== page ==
The rounded island is 60 nautical miles from Port Sudan on the southeastern edge of the northern Suakin group.
Barra Musa Kebir is overgrown with green bushes in the middle. Sea turtles use the beach to lay their eggs and there is an extremely attractive plateau on the south side. On the west and east side there are drop-offs that delight every steep wall diver.
The reef wall is jagged and falls vertically on the first 10 to 15. Lionfish are waiting in the reef crevices or under ledges for the night to catch prey. Small long-nose tufts are hiding in the branches of fan gorgonians. A two-stage sloping slope begins below the wall and is covered with coral heads. The numerous soft corals that populate the slope are noticeable. From a depth of 55 meters, the reef wall falls almost vertically into the deep blue of the open water. As on the other sides, different types of sharks can be found.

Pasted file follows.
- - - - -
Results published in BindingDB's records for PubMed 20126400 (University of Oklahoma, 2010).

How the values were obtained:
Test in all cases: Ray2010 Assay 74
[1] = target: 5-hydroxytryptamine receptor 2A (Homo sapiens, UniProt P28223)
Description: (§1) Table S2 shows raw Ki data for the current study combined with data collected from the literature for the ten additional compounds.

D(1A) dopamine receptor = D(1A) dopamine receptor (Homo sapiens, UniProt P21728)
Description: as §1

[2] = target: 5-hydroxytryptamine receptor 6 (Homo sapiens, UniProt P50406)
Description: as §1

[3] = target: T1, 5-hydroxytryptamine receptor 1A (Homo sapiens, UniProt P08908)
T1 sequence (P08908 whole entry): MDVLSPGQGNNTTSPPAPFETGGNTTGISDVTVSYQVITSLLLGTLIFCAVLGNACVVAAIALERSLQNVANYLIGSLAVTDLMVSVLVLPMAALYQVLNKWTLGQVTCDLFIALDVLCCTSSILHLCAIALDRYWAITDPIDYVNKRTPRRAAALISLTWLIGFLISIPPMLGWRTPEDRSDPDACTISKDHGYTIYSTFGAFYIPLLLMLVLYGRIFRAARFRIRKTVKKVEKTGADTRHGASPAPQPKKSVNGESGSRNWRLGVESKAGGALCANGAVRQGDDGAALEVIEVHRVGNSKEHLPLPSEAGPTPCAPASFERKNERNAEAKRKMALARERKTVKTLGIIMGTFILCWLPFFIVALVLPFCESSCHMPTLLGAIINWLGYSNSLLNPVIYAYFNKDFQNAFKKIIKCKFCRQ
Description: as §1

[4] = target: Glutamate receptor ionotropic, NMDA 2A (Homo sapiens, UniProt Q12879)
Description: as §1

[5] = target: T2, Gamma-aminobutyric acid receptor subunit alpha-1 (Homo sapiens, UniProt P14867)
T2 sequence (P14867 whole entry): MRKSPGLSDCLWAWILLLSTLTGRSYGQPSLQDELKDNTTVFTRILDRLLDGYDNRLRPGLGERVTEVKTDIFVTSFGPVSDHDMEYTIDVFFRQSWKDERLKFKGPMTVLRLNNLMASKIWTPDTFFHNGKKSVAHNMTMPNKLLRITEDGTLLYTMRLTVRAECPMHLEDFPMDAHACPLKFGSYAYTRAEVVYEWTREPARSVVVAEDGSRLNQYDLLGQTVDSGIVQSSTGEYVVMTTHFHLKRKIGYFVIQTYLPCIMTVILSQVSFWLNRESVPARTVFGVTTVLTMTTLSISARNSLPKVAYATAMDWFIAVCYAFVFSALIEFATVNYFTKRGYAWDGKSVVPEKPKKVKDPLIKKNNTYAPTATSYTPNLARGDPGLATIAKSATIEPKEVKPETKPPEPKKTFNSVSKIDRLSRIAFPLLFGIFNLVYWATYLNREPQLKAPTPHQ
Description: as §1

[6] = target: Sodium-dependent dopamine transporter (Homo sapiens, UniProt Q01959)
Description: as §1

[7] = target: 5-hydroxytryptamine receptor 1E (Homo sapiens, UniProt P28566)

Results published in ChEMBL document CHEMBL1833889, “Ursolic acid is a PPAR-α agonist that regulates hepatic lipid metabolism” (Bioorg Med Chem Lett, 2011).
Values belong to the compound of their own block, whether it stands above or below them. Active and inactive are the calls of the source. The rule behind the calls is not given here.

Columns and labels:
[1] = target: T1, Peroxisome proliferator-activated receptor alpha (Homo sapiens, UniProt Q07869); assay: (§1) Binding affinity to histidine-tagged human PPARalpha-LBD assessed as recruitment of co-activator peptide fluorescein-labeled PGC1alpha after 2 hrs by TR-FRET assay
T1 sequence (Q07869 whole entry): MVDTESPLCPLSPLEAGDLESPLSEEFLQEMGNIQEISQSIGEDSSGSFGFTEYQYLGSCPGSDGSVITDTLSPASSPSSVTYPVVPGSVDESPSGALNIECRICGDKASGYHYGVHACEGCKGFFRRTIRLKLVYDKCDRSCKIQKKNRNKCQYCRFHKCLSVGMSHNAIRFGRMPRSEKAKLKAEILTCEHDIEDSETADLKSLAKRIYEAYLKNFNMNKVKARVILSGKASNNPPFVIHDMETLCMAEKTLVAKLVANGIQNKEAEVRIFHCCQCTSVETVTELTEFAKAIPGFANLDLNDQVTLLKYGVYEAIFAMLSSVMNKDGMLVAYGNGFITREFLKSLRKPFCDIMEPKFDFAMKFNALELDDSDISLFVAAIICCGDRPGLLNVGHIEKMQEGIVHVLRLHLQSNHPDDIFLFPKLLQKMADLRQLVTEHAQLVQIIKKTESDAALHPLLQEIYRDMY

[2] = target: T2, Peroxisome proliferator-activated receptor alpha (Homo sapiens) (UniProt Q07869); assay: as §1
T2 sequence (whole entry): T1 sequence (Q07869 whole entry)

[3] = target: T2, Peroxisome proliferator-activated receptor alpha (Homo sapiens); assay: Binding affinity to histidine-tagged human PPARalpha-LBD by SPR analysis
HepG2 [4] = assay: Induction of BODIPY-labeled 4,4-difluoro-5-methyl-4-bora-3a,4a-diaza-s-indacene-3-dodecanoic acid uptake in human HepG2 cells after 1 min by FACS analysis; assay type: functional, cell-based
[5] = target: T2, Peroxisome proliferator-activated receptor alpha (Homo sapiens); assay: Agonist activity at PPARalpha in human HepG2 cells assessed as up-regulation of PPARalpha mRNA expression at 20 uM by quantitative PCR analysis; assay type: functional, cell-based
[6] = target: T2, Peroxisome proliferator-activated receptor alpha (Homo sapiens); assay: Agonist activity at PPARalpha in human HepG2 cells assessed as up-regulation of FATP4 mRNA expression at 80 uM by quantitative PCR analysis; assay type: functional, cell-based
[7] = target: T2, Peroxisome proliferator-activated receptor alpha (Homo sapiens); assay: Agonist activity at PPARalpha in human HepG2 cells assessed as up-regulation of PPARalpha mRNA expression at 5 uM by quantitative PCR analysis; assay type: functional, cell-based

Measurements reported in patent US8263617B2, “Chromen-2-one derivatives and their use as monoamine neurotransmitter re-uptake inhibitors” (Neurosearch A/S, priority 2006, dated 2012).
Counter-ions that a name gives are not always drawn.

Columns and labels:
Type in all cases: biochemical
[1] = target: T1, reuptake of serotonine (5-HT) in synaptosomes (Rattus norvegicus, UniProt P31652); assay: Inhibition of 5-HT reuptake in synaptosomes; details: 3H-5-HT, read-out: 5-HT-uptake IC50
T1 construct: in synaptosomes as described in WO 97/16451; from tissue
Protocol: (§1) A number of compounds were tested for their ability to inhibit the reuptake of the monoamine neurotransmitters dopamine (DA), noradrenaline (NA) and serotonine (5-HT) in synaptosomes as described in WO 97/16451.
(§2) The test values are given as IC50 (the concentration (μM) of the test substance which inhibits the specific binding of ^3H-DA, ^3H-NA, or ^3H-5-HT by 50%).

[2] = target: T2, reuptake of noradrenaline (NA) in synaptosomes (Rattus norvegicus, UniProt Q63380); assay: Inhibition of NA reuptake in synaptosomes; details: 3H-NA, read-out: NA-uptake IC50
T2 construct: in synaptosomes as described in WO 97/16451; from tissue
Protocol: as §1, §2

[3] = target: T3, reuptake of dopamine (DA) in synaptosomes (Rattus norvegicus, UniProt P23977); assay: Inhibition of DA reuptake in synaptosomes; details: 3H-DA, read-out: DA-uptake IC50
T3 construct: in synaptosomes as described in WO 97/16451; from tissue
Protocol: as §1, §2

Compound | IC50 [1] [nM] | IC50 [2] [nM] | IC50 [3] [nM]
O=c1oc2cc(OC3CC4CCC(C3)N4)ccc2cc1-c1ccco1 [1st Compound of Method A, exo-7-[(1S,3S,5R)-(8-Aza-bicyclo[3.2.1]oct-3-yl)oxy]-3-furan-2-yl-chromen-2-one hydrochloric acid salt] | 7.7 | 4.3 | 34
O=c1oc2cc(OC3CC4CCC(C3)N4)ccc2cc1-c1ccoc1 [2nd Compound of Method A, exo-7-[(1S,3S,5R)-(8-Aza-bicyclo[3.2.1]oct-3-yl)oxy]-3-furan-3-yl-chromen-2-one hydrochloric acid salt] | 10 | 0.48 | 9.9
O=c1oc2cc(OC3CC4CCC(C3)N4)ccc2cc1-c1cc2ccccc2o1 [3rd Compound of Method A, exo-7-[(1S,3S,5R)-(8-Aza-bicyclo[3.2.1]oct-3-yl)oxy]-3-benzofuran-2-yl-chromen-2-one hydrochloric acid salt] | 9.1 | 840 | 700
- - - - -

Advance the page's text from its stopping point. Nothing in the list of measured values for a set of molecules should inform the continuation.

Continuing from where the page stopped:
The reef wall falls almost vertically from the water surface to the base of the plateau. It forms numerous crevices and small caves populated by various sea creatures, and the plateau slopes downwards from a depth of 23 meters. It is studded with small coral heads that are covered with soft corals. From diadem sea urchins and hair stars to nasal doctor fish to giant moray eels, a lot of interesting things can be observed in the smallest space. With a bit of luck, you can spot a stone fish lying in wait, and at the edge, at a depth of 26 meters, the visitor reaches an almost vertical drop, which in some places forms large caves. Large fish are found especially at the southern tip.
- Shoals of tuna and large barakudas as well as individual gray and hammerhead sharks are among the guests. Sea turtles often swim in the shallower area. Depending on the season, manta rays also pass by the reef.